Kerry Leads By Five In Time Poll; Terror Fears May Be Losing Edge
Time reports as part of its cover package that last week's terrorism alert put President Bush and Sen. Kerry "at odds over terrorism in a way that was more confrontational and personal than ever. . . . But if Bush and Kerry think there are voters to be won by squabbling over the proper approach to protect the homeland, they might want to pay heed to the results of the latest TIME poll. It suggests that the fear of terrorism, absent another attack on U.S. soil, may be losing some of its edge with voters. In the three-day poll, conducted after the alert level was raised, just 21% of likely voters reported being 'very worried' about a terrorist attack in the near future which was only slightly higher than the 17% who described themselves that way in mid-July. . . . All of which helps explain why the chilling news has done little more than leave the presidential race frozen in place. TIME's poll showed the lead remains within the margin of error, with Kerry ahead of Bush 48% to 43% among likely voters, with Ralph Nader receiving 4%, and a mere 3% of those polled saying they are undecided."
Kerry Leads Bush By Three Points In Three-Man Race, AP Poll Finds.
According to an AP poll, "in a three-way matchup," John Kerry and running mate John Edwards have the backing of 48 percent, President Bush and Vice President Dick Cheney 45 percent and independent Ralph Nader and running mate Peter Camejo 3 percent among registered voters. In July, Bush had a slight lead over Kerry 49 percent to 45 percent with 3 percent backing Nader
Kerry Seen As More Optimistic Than Bush, Annenberg Poll Finds.
Kerry leads Bush on the question of who conveys more optimism, according to a National Annenberg Election Survey run by the University of Pennsylvania. The poll showed 42 percent of the independent voters prized by both candidates think Kerry is more optimistic, while 30 percent think Bush is.
Kerry Leads Bush By Two Points In Iowa Des Moines Register Poll.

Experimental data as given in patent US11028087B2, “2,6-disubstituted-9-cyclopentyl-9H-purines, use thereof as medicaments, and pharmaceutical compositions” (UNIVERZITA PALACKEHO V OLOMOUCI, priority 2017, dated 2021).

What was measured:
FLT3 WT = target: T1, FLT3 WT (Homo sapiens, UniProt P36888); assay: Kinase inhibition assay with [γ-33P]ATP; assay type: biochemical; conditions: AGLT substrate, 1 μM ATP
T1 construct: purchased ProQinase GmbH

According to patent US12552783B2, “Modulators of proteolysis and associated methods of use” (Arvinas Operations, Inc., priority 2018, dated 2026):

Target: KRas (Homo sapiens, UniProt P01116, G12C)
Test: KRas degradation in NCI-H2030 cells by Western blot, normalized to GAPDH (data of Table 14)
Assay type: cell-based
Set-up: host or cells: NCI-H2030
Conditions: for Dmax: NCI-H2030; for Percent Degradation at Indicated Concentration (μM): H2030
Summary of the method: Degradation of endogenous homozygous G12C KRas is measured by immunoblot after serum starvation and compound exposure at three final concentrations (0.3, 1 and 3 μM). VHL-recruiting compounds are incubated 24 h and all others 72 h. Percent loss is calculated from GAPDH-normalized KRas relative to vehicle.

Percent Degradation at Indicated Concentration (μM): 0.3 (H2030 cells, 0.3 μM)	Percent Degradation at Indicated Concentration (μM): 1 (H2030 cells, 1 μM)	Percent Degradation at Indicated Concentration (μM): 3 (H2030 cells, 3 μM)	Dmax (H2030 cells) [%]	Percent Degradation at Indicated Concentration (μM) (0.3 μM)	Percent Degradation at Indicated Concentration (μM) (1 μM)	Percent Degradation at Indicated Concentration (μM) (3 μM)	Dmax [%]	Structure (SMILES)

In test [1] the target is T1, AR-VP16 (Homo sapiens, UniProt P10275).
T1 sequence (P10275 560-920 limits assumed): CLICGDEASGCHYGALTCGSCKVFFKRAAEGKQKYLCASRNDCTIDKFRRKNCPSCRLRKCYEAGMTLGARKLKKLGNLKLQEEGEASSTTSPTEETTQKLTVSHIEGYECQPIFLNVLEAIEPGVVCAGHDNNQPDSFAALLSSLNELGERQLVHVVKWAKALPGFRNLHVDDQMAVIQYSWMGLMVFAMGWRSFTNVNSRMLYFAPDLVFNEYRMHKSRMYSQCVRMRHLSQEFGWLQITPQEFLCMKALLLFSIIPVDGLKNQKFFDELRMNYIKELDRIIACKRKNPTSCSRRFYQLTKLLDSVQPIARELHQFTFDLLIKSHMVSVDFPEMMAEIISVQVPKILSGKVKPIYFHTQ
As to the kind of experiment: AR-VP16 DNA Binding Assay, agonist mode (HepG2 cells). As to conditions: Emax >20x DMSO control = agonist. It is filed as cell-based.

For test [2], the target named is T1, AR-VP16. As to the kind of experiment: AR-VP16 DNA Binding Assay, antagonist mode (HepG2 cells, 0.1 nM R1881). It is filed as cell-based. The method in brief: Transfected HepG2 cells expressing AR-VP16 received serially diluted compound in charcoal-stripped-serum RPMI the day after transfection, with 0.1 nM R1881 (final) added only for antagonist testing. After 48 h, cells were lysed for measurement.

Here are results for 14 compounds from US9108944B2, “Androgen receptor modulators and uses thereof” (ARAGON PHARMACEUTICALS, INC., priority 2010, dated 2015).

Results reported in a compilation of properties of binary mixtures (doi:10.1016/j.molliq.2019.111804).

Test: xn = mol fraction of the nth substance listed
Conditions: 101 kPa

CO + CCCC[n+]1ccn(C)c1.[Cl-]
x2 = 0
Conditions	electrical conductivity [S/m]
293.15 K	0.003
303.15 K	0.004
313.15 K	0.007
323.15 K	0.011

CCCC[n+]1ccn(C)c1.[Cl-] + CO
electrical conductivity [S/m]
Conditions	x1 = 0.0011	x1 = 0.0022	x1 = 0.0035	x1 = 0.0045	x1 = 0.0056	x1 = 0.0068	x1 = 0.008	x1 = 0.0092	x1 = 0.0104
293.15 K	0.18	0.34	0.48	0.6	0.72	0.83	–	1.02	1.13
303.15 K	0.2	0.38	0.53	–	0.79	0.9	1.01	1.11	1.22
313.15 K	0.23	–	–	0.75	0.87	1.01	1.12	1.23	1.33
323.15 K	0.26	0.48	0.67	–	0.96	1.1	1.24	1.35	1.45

A Strategic Vision poll for the Des Moines Register of 801 likely Iowa voters (+/-3%) taken 7/31-8/3 has Kerry leading Bush 48%-46% with Nader at 2%. Without Nader, Kerry leads 49%-46%. In a poll conducted 7/19-7/21, Kerry led 48%-46% in a three-way race.
Kerry Up By Seven In New Hampshire.
An American Research Group poll of 600 likely New Hampshire voters (+/-4%) taken 8/3-8/5 has John Kerry leading George Bush 49%-42% with Ralph Nader pulling 2% and 7% undecided.
Kerry Up By Seven In Florida.
An American Research Group poll of 600 likely Florida voters (+/-4%) taken 8/3-8/5 has John Kerry leading George Bush 50%-43% with Ralph Nader pulling 2% and 5% undecided.
Kerry Holds Comfortable Lead In California.
A new Field Poll shows Sen. John Kerry leading President Bush in California by a 51-40 margin, with Ralph Nader taking 2%. The poll of 633 Californians was conducted between July 30 and August 4, and has a margin of error of 4.1 percent.
Despite Lack Of Bounce, Growing Crowds Seen As Sign Kerry's Support Increasing.
The New York Times reports from New Mexico, where Kerry campaigned this weekend, that polls "may not show much of a post-convention bounce for Mr. Kerry, but his crowds tell a different story. Before the convention, he only rarely drew more than a few thousand people to a rally. Since setting off from the convention in Boston, though, his events have consistently been mob scenes, with or without his running mate and with or without Ben Affleck, who accompanied him for the first two days of the trip."
Bush Regains Lead Over Kerry On Political Futures Markets.
The New York Times reports in its "Political Points" column that "Intrade and the Iowa Electronic Markets, where tens of thousands of investors spend real money to buy futures contracts," opened "the summer bullish on Mr. Bush, typically paying about 55 cents for a futures contract that would pay $1 if he wins, which means they gave him a 55 percent chance of victory. The price dropped after the selection of John Edwards as Mr. Kerry's running mate, and it fell further the week before the convention." But "before Mr. Kerry's speech Thursday, he was again the underdog, and after his speech the traders continued selling him short." The Times notes, "In the last four presidential elections. . .the election-eve trading price has typically been within 1.5 percentage points of the actual result, which is about half a point more accurate than the average election-eve poll."